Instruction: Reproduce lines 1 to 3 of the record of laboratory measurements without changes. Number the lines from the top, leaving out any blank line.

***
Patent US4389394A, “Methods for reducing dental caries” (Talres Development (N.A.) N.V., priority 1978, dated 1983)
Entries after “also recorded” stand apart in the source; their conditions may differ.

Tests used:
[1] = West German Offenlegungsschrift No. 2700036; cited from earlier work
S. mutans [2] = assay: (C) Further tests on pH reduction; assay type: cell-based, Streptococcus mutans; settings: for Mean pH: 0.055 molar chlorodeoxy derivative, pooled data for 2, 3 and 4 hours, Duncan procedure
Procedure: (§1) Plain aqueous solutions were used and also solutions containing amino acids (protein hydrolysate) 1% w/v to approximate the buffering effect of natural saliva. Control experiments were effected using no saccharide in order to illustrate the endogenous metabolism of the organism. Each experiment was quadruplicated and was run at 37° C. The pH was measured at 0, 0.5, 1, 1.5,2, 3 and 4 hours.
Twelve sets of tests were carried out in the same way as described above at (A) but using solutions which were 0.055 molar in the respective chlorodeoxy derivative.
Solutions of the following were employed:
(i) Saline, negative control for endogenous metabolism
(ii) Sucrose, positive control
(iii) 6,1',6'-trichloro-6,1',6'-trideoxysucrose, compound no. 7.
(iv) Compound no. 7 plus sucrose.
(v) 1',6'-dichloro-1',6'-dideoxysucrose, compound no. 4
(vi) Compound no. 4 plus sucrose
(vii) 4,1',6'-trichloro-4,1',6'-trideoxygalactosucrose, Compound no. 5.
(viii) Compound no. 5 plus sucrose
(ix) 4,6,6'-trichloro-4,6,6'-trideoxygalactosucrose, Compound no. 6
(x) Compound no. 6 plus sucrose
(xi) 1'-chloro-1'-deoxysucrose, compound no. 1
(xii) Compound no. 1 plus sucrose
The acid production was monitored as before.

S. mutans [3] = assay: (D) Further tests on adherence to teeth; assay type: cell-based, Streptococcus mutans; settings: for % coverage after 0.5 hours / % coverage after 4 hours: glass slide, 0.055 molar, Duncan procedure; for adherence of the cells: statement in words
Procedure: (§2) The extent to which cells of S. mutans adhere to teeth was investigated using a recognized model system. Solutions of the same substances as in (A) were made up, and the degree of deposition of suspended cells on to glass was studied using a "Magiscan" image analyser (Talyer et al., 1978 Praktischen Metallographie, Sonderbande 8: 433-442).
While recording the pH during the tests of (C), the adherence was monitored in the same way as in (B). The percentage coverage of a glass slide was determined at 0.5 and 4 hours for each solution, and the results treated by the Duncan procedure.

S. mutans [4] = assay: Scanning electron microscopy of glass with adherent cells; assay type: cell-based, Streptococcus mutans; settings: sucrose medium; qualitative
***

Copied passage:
Patent US4389394A, “Methods for reducing dental caries” (Talres Development (N.A.) N.V., priority 1978, dated 1983)
Entries after “also recorded” stand apart in the source; their conditions may differ.

Tests used: